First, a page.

Cisco today announced a new monitoring tool named Cloud Consumption as a Service that collects network traffic information and presents IT officials with a peek into any use of public-cloud based services within a company.
The service is meant in part to help sniff out the use of “shadow cloud” services – those that are not authorized by IT. Knowing which cloud providers are being used within an organization can help reduce the risk that sensitive information is being exposed to the cloud without safeguards and can help IT officials determine which cloud services to offer in a sanctioned way, Cisco says.
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The software can automatically collect traffic log information from firewall and web security gateways, or from network gateways using NetFlow. Cisco does not collect user data itself, unless expressly asked to do so by the customer. CCaaS is offered as a cloud-based service for $1 to $2 per employee per month.
CCaaS not only discovers which cloud services are being used but also which users are accessing them and for how long. It can be setup to alert when unusual activity is detected and can be setup to report redundant cloud services being used. It also has benchmarking capabilities allowing customers to compare their cloud usage to other customers.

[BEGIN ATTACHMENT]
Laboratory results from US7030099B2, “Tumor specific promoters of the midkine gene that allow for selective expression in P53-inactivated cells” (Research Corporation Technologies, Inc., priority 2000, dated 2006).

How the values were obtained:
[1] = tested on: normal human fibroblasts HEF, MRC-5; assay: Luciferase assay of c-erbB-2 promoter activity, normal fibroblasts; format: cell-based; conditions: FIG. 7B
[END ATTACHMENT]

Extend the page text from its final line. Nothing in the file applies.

IDC analyst Melanie Posey says the tool should not be thought of as a way for IT shops to crack down on illicit cloud usage. Cloud services are seen mostly as a useful service for helping developers build new applications faster. “(CCaaS) is a tool for IT to use in order to get a census of cloud usage – maybe negotiate better per-seat pricing or volume discounts if the cloud service is being widely or heavily used, make sure customer data is being protected and regulatory mandates are being followed,” Posey says.
Monitoring network traffic to provide analytics on cloud usage is not a new concept; other providers offer varying degrees of this service. There’s a budding industry of Cloud Access Security Brokers (CASB). These vendors, who also mostly work as a SaaS, sit between a customer’s network and their public cloud provider to act as a gateway to the cloud. Not only do they provide detailed information about how cloud services are used, but they can restrict some usage of the cloud. User profiles can define which users have access to what public cloud features, and advanced systems can even monitor what data is flowed into the cloud to make sure, for example, that any sensitive financial data is always encrypted before being sent to the cloud. CCaaS does not provide those services because Cisco says those are redundant to existing Data Loss Prevention (DLP) services many customers already use.